Changing to LwIP v1.4 Higher Bandwidth worked for me… It’s possible that this bug has been fixed by now, but I am sticking with the working version at the moment.

To summarize,  ESP-01 is a bit tricky to program, there are so many variables in programming it, however they are so small and cheap – and despite many mistakes I have yet to brick one of these. I guess it’s worth the hassle*.

*UPDATE: CHECK OUT MY SMARTPOI PROJECT, made with the ESP-01 and APA102 LED strip.

What it’s really like to be a developer

The long road to Smart Poi, visualized:

In order to make this video I used a program called gource. It takes your Git commits and creates an infographic video automatically. I modified the programmer avatar using the –default-user-image setting.  If you want to see something spectacular, check out the linux kernel gource!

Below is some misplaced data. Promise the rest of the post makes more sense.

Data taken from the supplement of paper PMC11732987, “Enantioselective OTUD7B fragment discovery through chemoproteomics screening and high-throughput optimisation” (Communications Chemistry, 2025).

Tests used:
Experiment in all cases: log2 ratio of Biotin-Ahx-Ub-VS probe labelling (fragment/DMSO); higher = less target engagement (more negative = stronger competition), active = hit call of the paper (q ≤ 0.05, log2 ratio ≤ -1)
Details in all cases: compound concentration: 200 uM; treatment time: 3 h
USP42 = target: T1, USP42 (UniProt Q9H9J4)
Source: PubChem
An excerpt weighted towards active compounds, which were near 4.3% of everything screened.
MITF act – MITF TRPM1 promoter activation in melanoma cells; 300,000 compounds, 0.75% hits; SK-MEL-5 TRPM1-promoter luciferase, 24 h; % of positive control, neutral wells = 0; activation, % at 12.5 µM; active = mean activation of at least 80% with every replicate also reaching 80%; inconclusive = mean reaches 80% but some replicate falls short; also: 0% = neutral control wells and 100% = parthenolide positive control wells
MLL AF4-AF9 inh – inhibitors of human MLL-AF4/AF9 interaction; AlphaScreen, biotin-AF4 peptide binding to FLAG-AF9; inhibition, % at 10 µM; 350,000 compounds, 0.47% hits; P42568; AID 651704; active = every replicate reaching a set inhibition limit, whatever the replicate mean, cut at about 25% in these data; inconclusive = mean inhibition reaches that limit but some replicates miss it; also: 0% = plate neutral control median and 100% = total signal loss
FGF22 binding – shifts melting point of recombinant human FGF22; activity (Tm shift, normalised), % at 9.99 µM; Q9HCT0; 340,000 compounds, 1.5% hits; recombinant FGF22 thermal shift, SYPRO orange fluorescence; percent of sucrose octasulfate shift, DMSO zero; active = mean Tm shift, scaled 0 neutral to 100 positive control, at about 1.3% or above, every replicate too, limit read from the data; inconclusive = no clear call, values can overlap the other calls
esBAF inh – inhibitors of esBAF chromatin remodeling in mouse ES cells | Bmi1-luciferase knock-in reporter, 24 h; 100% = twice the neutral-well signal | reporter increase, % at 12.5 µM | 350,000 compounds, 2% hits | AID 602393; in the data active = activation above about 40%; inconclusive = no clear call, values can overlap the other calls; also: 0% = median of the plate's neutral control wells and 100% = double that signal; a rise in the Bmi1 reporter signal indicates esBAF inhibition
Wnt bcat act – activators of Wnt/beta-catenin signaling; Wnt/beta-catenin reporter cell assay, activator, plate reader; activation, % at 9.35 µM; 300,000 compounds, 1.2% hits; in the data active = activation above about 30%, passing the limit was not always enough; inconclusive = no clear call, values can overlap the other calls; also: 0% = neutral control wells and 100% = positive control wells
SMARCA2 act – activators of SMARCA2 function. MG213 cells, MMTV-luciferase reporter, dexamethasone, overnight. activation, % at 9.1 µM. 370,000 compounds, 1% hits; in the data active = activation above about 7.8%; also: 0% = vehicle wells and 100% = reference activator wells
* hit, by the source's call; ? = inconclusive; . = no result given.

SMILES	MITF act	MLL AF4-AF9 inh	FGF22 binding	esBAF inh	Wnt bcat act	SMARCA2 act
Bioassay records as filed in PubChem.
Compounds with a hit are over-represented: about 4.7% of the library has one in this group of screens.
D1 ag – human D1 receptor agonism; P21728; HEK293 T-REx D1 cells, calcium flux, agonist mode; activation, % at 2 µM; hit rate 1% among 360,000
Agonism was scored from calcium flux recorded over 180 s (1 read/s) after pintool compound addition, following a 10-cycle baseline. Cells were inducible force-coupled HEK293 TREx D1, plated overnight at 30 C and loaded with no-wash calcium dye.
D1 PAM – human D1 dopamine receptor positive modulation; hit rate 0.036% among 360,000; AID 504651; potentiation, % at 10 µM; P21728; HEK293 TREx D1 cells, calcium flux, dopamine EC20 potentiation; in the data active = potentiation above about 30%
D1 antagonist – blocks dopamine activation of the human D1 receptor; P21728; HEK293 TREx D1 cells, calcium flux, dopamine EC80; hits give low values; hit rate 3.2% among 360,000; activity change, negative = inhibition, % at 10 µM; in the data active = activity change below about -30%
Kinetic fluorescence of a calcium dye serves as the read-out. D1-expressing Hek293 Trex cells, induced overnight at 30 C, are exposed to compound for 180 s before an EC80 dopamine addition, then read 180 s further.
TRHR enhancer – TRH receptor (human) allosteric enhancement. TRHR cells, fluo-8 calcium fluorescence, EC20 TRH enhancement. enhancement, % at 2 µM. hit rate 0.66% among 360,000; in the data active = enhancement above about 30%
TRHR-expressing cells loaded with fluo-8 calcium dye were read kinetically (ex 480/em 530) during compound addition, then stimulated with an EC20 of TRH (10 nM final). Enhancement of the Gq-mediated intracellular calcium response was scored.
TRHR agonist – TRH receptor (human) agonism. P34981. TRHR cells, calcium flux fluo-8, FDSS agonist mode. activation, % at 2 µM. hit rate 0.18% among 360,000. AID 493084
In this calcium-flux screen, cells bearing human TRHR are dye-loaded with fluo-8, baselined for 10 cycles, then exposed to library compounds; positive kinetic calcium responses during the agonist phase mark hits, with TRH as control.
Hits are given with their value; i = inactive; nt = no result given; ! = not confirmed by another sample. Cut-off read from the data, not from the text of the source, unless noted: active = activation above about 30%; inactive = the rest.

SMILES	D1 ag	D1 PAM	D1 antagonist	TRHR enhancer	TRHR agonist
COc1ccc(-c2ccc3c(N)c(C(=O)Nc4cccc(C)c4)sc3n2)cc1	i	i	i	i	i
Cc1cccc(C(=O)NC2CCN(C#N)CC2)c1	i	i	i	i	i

k8 Clubs what are they and don’t they come with a remote already?

K8 prophecy clubs and balls come with their own remote, which controls all the colour settings. Why did I make another remote then?


Well, first of all, the clubs and balls may glow in the dark, but the remote certainly doesn’t*. The remote is very small and conveniently fits in a pocket, however it is virtually impossible to determine by feel which end is the business end. And by that I mean the end with the IR LED on, so that your hasty button presses actually have an effect… because as we all know, if you point the remote at the stereo, the tv will not change channels.

*Update: I wrote to K8 recently with regards to getting some new equipment, and it turns out their new remotes glow in the dark. They also have an awesome new record pattern function, to make changing colours easier. Can’t wait until I can afford the new K8’s!